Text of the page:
Farmers keen on AALS

01 April 2020 | Agriculture

ELLANIE SMIT

WINDHOEK



There has been a marked interest from farmers, particularly from previously disadvantaged backgrounds, regarding the Affirmative Action Loan Scheme (AALS).

Agribank's manager for marketing and communication, Rino Muranda, said the scheme was established in 1992 through a Cabinet resolution.

According to him, Agribank was appointed to administer the implementation of the scheme, with the objective to provide affordable financial resources to well-established previously disadvantaged Namibians to acquire land in commercial areas south of the veterinary cordon fence (VCF).

Muranda said the scheme is therefore an instrument for equitable land distribution for sustained growth.

“It is tailored to resettle the more established and strong communal farmers in commercial areas. Loans are granted against security of the mortgage bond and repayable over a period of 25 years.”



Criteria

To benefit, applicants are required to own a minimum of 150 large stock or 800 small stock or have the financial capacity to purchase the abovementioned stock numbers, Muranda added.

He said to fast-track the acquisition of farmland, government provides interest rate subsidies to enable well-established emerging farmers in communal areas to obtain loans to meet the rising prices of farmland that they otherwise would not have secured.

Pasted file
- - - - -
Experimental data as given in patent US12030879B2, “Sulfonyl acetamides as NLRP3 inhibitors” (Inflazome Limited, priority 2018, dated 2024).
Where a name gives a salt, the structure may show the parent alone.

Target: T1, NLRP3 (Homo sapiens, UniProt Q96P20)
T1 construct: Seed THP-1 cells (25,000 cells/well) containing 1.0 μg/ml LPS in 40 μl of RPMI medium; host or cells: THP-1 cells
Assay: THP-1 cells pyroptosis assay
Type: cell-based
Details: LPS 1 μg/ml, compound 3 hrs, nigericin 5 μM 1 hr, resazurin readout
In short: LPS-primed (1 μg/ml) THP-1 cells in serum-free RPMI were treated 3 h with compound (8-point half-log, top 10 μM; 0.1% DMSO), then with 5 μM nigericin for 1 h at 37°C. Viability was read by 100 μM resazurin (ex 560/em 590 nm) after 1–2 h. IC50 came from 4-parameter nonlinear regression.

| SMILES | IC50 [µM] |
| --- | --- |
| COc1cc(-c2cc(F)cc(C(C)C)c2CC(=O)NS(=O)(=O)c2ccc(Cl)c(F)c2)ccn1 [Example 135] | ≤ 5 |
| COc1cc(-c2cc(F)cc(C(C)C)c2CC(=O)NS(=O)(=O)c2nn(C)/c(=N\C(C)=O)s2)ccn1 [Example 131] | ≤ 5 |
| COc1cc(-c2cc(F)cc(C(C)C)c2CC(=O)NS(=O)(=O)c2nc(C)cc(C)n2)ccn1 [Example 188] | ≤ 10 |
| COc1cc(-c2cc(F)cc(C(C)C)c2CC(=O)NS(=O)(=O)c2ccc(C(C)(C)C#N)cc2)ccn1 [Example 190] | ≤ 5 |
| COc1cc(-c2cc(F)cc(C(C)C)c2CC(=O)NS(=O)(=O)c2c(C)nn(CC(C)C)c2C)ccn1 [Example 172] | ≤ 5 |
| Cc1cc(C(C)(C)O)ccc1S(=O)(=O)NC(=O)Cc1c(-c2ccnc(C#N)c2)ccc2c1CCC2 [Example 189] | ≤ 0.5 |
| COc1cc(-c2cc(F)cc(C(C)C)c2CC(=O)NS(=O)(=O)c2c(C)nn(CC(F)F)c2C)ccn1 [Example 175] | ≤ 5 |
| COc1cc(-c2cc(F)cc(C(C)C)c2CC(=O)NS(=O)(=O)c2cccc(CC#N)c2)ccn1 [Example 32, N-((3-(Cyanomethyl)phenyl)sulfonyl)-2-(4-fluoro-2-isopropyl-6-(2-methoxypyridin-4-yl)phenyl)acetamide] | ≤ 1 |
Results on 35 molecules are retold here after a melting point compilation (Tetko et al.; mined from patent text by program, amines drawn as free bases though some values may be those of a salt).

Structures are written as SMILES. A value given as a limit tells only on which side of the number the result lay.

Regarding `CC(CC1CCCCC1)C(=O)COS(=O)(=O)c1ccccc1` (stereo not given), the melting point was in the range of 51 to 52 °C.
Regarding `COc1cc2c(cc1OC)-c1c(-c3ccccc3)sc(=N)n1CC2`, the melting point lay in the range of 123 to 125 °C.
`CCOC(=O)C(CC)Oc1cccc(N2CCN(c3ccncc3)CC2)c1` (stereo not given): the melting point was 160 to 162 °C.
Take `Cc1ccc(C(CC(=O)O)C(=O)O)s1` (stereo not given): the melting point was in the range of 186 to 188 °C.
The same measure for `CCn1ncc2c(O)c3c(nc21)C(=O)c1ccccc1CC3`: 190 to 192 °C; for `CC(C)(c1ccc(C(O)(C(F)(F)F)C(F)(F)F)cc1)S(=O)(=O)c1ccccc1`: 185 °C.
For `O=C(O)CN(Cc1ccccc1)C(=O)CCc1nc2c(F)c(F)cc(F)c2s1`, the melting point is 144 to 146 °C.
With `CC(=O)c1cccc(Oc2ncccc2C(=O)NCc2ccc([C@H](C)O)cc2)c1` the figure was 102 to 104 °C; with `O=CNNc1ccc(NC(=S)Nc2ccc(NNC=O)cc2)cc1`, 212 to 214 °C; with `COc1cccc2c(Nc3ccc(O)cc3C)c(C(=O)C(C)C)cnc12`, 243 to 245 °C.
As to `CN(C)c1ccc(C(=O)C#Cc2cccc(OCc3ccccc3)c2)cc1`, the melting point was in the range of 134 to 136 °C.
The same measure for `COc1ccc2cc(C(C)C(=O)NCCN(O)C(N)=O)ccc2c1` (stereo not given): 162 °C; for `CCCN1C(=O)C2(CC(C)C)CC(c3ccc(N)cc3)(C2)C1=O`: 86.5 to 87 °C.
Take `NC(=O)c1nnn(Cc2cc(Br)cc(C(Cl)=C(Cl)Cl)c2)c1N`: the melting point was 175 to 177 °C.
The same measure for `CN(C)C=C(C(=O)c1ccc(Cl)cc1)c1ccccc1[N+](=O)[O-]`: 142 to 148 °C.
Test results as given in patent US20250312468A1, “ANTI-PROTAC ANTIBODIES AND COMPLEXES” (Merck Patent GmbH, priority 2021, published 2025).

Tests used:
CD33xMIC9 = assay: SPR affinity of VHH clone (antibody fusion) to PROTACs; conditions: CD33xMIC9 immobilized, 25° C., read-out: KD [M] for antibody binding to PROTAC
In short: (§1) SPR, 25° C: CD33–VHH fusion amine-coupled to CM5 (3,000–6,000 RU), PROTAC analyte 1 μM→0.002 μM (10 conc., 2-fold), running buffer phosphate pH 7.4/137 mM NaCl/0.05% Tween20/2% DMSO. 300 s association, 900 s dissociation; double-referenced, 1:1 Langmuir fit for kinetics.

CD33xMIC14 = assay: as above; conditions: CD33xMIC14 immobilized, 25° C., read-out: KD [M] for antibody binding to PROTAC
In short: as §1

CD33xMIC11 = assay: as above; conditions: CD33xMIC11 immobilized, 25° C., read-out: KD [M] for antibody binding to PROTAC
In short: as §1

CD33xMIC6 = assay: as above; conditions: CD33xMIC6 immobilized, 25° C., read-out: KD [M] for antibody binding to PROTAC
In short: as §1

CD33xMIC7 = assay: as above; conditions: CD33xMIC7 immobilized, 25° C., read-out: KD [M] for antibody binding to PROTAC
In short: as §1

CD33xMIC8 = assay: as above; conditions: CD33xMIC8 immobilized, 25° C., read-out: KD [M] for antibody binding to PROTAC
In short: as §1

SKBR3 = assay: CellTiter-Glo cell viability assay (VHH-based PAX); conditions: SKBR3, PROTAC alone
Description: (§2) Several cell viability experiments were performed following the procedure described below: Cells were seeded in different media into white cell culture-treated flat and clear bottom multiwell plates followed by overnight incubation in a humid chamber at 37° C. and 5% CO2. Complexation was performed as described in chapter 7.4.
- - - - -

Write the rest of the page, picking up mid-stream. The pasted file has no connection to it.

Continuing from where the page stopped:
He said the modus operandi of the scheme has not changed, although the agriculture ministry, in line with resolutions taken at the country's second land conference, is spearheading consultations with key stakeholders, including Agribank.

Muranda said this is to review the scheme to make it more relevant, responsive and practical to the dynamics of today's market.



Grace period

According to him, full-time farmers under the scheme are granted a three-year grace period after disbursement, before the repayment of both the capital and interest from year four onwards.

“The outstanding amount is redeemed over the remaining 22 years at an incremental interest rate.”

He said with regard to part-time farmers under the scheme, there is no extended grace period on capital repayments, as the first annual instalment is due after six months.

However, beneficiaries may apply for an option to capitalise the interest portion of the capital amount during the first three years, depending on the annual non-farming income category.

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